Software, music, films, and other types of content are licensed and not sold. When you pay for these media, you agree to abide by the provisions of that license. Who has the time to read a lengthy agreement for everything they buy? The good news is that ChatGPT can quicly help you understand key facts about an agreement before you click the “accept” button.
ChatGPT is not a replacement for a lawyer, and what it outputs is not legal advice. It can be useful to quickly explore and understand license agreements and to simplify the language, but ultimately only you are responsible for reading and understanding these agreements before agreeing to them.
Why You Should Read a TOS/EULA
A TOS (Terms of Service) or EULA (End-User License Agreement) is an important document that describes your relationship with the rights holder of a piece of media. These documents describe what exactly you get in exchange for the fee, and what the rights and obligations of both parties are. If you don’t read these documents, you can end up unknowingly violating the terms. Also, you can be caught off-guard if the rights holder exercises a right you didn’t know they had. Such as Sony removing TV shows that customers had paid for. This is possible because the PlayStation terms of service states that:
10.1. All intellectual property rights subsisting in PSN Content, including all software, data, services, and other content subsisting in or used in connection with PSN, the Online ID and access to content and hardware used in connection with PSN belong to SIE, its affiliates, and its licensors. Use of the terms “own,” “ownership”, “purchase,” “sale,” “sold,” “sell,” “rent” or “buy” in this Agreement or in connection with PSN Content does not mean or imply any transfer of ownership of any content, data or software or any intellectual property rights from SIE, its affiliates or its licensors to any user or third party.
10.2. Except as stated in this Agreement, all Content provided through PSN is licensed on a non-exclusive and revocable basis to you for your personal, private, non-transferable, non-commercial, limited use on a limited number of PlayStation Devices or other devices in the country in which your Account is registered.
The key term here is “revocable” and that’s exactly what happened with all those shows marked for removal from users’ libraries.
EULAs are often a hot topic of debate, with some claiming they cannot be enforced and others believing they can be enforced no matter what. As with any contract, a TOS or EULA cannot compel or allow you to do something illegal, it cannot take away your legal rights, or ever trump the law of the land. However, if there is no legal conflict with the provisions of the EULA and you have agreed to abide by it, it’s a binding contract.
More importantly, disputes that arise from agreements such as these and how enforceable they are ultimately must be decided by a court of law, which often isn’t practical or affordable to the average user. So, regardless of what you may hear about EULAs, you still need to tread carefully and take the time to understand them.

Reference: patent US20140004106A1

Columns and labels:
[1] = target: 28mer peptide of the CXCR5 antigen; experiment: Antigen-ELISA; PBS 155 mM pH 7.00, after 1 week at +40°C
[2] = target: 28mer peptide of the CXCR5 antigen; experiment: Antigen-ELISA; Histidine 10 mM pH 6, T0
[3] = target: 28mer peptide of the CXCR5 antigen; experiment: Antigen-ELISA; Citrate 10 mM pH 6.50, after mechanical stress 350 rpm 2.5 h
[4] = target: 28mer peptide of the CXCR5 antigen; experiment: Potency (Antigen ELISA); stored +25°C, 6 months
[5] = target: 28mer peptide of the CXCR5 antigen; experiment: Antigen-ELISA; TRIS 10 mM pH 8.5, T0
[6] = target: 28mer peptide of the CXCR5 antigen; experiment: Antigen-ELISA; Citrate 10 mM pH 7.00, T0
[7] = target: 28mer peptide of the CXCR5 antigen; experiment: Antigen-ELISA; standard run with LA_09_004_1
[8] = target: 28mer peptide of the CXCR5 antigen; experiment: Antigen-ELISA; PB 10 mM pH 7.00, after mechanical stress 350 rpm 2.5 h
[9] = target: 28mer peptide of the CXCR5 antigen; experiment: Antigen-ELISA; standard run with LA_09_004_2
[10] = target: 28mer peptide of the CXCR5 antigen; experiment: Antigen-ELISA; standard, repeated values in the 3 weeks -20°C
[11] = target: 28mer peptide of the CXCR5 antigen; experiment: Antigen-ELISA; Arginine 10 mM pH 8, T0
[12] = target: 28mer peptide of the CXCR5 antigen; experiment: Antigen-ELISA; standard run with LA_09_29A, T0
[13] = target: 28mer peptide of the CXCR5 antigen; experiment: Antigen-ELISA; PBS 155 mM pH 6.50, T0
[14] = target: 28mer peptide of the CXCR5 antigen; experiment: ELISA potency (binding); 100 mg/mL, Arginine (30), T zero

How to Input a TOS/EULA in ChatGPT
There are various ways to get the text of a EULA into ChatGPT. The simplest, but most tedious way is to copy and paste the text into ChatGPT. Some licenses may be too long to paste in one go, so you may have to paste it in chunks. Then again, if you only have questions about specific sections (such as ownership) then analyzing only those parts may make more sense.
If you’re a ChatGPT Plus subscriber, things are much easier. You can directly upload PDF files to ChatGPT if you’re a paid subscriber, and you can also provide the URL of these agreements if they are online.
Since GPT-4, which is only available to ChatGPT Plus subscribers at the time of writing, is much smarter than GPT 3.5, we’d strongly recommend you use that instead. If you do opt to use the free version for this job, be aware that it’s much more prone to reasoning errors than the newer version.
In this case, I’m going to keep using the PSN Terms of Service as an example. I tried simply providing the URL for the service to GPT-4, but it had trouble accessing the site, so instead I copied the entire text into the chat for analysis.
Now that it’s ready to answer questions about the TOS, we have to decide which questions to ask.
Questions You Should Ask ChatGPT About a EULA
So what should you ask ChatGPT about the TOS or EULA you’ve asked it to read? That depends on what your concerns are. I think asking about ownership rights at least is a good idea, and in this example, I’m asking ChatGPT whether Sony can remove a TV show that I’ve bought.
In its reply, ChatGPT spells out exactly why Sony’s TOS for PSN allows for this.
Note that ChatGPT cites the specific section of the TOS I provided, so I can go to the original document and verify what it tells me. You can always ask it to cite the specific exact text and where to find it, so you can double-check its work. Here I’ve asked it to list the specific sections that empower Sony to remove PSN content.
I can ask it to spell out my ownership rights according to the provided TOS.
Finally, here I’ve asked ChatGPT to list my rights as a user from the provided TOS in simple language:
These are just some examples, so let your specific concerns guide you when it comes to questions.
By using ChatGPT to help you understand the licenses you are asked to agree to, you can ensure you’re not caught out when provisions of that agreement are enforced. Just remember that ChatGPT is not a lawyer, and it can make mistakes. So always double check what it says about a TOS by referring to the original text.